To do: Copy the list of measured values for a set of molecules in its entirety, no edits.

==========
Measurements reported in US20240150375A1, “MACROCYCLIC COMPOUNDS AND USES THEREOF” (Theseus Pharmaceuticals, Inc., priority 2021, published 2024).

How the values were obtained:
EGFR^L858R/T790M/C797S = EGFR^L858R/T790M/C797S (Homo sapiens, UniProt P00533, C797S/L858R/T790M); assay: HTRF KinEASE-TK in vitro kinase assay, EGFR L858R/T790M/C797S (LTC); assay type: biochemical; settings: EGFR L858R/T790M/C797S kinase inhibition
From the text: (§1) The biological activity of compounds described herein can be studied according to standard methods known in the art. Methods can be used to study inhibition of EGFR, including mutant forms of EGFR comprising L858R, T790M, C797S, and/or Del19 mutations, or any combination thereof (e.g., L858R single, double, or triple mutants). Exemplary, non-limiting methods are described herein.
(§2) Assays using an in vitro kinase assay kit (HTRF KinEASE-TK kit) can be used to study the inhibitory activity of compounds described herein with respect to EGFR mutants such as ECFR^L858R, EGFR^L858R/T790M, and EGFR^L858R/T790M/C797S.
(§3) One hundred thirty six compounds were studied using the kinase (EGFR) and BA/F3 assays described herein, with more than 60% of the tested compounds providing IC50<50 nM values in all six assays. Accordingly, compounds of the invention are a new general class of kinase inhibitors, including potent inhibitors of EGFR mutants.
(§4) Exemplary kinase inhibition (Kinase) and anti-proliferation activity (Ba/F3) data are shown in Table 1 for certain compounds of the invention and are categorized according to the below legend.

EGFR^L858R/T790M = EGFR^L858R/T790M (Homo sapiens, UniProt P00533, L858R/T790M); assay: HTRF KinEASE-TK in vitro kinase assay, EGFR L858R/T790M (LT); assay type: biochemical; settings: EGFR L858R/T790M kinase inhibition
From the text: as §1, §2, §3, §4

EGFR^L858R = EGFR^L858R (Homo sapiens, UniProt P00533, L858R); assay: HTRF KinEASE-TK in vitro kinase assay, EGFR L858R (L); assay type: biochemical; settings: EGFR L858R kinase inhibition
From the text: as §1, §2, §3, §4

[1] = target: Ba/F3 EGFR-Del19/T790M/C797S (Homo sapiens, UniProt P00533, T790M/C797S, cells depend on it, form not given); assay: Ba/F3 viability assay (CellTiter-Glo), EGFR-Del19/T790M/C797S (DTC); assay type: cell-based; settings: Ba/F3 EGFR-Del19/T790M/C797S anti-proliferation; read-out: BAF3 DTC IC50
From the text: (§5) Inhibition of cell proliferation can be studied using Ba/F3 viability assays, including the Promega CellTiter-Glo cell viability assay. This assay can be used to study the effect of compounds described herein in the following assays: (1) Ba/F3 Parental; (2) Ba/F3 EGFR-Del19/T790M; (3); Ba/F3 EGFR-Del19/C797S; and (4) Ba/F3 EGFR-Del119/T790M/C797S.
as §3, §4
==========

Measurements reported in US20240150375A1, “MACROCYCLIC COMPOUNDS AND USES THEREOF” (Theseus Pharmaceuticals, Inc., priority 2021, published 2024).

How the values were obtained:
EGFR^L858R/T790M/C797S = EGFR^L858R/T790M/C797S (Homo sapiens, UniProt P00533, C797S/L858R/T790M); assay: HTRF KinEASE-TK in vitro kinase assay, EGFR L858R/T790M/C797S (LTC); assay type: biochemical; settings: EGFR L858R/T790M/C797S kinase inhibition
From the text: (§1) The biological activity of compounds described herein can be studied according to standard methods known in the art. Methods can be used to study inhibition of EGFR, including mutant forms of EGFR comprising L858R, T790M, C797S, and/or Del19 mutations, or any combination thereof (e.g., L858R single, double, or triple mutants). Exemplary, non-limiting methods are described herein.
(§2) Assays using an in vitro kinase assay kit (HTRF KinEASE-TK kit) can be used to study the inhibitory activity of compounds described herein with respect to EGFR mutants such as ECFR^L858R, EGFR^L858R/T790M, and EGFR^L858R/T790M/C797S.
(§3) One hundred thirty six compounds were studied using the kinase (EGFR) and BA/F3 assays described herein, with more than 60% of the tested compounds providing IC50<50 nM values in all six assays. Accordingly, compounds of the invention are a new general class of kinase inhibitors, including potent inhibitors of EGFR mutants.
(§4) Exemplary kinase inhibition (Kinase) and anti-proliferation activity (Ba/F3) data are shown in Table 1 for certain compounds of the invention and are categorized according to the below legend.

EGFR^L858R/T790M = EGFR^L858R/T790M (Homo sapiens, UniProt P00533, L858R/T790M); assay: HTRF KinEASE-TK in vitro kinase assay, EGFR L858R/T790M (LT); assay type: biochemical; settings: EGFR L858R/T790M kinase inhibition
From the text: as §1, §2, §3, §4

EGFR^L858R = EGFR^L858R (Homo sapiens, UniProt P00533, L858R); assay: HTRF KinEASE-TK in vitro kinase assay, EGFR L858R (L); assay type: biochemical; settings: EGFR L858R kinase inhibition
From the text: as §1, §2, §3, §4

[1] = target: Ba/F3 EGFR-Del19/T790M/C797S (Homo sapiens, UniProt P00533, T790M/C797S, cells depend on it, form not given); assay: Ba/F3 viability assay (CellTiter-Glo), EGFR-Del19/T790M/C797S (DTC); assay type: cell-based; settings: Ba/F3 EGFR-Del19/T790M/C797S anti-proliferation; read-out: BAF3 DTC IC50
From the text: (§5) Inhibition of cell proliferation can be studied using Ba/F3 viability assays, including the Promega CellTiter-Glo cell viability assay. This assay can be used to study the effect of compounds described herein in the following assays: (1) Ba/F3 Parental; (2) Ba/F3 EGFR-Del19/T790M; (3); Ba/F3 EGFR-Del19/C797S; and (4) Ba/F3 EGFR-Del119/T790M/C797S.
as §3, §4